On 18 August 1941 Ryde Fire Brigade, like all pre-war brigades ceased to exist as they were absorbed alongside the AFS members in to the National Fire Service. Fire Force 14 Headquarters in Durley (Winchester) made some sweeping and indiscriminate changes at command level soon after the NFS' establishment; the highly experienced and capable Chief Officer's of Sandown and Shanklin brigades both lost their command to younger member appointed by Durley. For a spell Max was also effectively demoted to Assistant Company Officer to make way for a man of Durley's preference. In a matter of a few months however, he was upgraded to Company Officer (NFS equivalent of brigade chief officer) and continued in that role for the remainder of his command during the war.
He led his brigade as a strict disciplinarian but with a warm-hearted approach to his men's lives and welfare. He was also willing to laugh at his own misfortune, such as the time when his wartime NFS firemen were providing fire cover at Cornwall slip for the pumping in-land of fuel from a vessel offshore. Realising there was insufficient foam extinguishers available he drove his car back to Station Street to collect more. As he bumped back down Union Street one of the extinguishers fell over and self-operated, by the time he returned to his firemen he was sat with foam up to his chest and spilling out of the windows... but he saw the funny side.
During the war enemy bombing tested him and his men of Ryde on numerous occasions but the ultimate test, as it was for all Island firemen of the era, came on the night of 4/5 May 1942 in East Cowes where tragically two of his crew were killed by a direct hit minutes after he'd allowed them a break to grab a cuppa and sandwich from a WVS catering van.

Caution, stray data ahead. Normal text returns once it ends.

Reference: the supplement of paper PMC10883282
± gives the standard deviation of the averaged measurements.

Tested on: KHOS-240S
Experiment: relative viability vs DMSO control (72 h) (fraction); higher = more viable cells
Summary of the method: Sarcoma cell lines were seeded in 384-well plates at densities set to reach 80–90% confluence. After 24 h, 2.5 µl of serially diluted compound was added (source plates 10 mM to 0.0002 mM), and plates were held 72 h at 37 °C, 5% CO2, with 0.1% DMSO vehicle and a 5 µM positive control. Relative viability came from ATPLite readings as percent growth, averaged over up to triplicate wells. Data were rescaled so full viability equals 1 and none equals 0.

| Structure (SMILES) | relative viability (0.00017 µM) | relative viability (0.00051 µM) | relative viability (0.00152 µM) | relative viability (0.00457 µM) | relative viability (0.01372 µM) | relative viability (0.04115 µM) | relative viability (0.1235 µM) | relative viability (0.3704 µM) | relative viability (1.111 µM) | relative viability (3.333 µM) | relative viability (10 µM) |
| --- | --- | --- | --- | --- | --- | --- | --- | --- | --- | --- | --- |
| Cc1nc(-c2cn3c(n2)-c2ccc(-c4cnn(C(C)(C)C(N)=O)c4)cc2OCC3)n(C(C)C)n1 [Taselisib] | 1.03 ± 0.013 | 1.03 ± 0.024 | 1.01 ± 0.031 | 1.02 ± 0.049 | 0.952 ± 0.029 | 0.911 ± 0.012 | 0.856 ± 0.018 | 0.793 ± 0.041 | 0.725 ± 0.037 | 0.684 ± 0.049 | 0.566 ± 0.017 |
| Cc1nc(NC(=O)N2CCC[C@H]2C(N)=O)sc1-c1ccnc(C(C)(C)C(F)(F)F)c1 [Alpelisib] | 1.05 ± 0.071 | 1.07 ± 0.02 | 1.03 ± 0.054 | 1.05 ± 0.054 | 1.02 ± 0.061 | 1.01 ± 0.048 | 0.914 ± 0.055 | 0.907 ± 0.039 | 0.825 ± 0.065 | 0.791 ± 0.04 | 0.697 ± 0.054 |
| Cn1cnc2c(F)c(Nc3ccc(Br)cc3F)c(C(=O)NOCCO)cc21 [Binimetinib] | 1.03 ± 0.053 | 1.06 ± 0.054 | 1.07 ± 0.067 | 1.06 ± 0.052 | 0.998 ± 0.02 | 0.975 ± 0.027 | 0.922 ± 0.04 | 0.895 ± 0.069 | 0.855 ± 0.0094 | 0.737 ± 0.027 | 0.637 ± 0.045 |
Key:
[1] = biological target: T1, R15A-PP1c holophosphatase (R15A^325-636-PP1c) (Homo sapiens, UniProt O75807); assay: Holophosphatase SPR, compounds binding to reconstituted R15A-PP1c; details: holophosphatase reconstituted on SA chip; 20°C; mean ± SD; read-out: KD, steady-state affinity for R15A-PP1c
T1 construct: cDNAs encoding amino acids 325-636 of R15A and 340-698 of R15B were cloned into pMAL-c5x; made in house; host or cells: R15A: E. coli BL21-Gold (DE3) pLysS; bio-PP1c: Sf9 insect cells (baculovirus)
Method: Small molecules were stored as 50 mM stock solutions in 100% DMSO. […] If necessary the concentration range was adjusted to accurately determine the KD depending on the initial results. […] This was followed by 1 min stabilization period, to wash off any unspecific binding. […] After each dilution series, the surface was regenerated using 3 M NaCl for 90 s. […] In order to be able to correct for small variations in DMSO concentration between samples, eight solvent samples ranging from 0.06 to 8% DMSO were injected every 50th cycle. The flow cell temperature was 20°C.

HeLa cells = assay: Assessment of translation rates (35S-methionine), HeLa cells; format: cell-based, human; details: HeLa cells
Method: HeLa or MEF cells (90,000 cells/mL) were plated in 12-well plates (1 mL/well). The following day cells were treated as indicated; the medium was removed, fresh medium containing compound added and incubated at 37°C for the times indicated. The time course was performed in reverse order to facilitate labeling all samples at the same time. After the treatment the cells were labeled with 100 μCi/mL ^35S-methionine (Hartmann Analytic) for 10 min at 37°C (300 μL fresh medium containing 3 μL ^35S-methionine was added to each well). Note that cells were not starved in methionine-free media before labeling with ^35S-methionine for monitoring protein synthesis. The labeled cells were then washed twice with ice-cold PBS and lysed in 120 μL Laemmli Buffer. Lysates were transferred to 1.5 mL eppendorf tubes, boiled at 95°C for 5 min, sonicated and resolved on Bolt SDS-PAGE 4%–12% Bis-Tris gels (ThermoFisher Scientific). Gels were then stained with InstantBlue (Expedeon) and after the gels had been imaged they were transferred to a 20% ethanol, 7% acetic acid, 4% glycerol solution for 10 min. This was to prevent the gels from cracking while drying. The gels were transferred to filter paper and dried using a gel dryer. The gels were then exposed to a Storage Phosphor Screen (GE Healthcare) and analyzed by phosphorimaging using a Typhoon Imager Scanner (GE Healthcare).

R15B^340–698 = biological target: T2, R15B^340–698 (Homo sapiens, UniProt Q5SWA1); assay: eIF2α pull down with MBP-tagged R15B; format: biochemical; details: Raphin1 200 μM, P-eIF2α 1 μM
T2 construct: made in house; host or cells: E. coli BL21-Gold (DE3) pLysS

He served very nearly until VE Day but suddenly in spring 1945 suffered ill health that forced him into early retirement. On 21 June, feeling a little better, he'd been visiting former colleagues in Dover and then caught a train to London. Sadly on route he collapsed in the carriage and by the time the train had arrived at Charing Cross he'd passed away.
His funeral took place at Binstead Parish Church where his coffin was born by six firemen of the NFS and attended by many including a broad raft of Island firemen and chiefs in addition to the Mayor Mr H.W.O. Weeks (father of one of Heller's deceased firemen), the committee of the IW Fire Brigades Federation and many former colleagues from Dover.
Given the esteem in which he was held and the manner in which he served the town and the fire services during it's toughest tests it is surprising that his final resting place remains unmarked. It was an objective of the IWFBF to identify his resting place, where in later years he was reunited with Dorothy, and, with the blessing of his three granddaughters with whom I have been in touch, all of whom live in the United States, mark his grave. Unfortunately the intricacies of modern bureacracy has made this difficult bordering on impossible. Nevertheless he is remembered with respect by IWFBF.
Rest in peace Chief Officer Heller.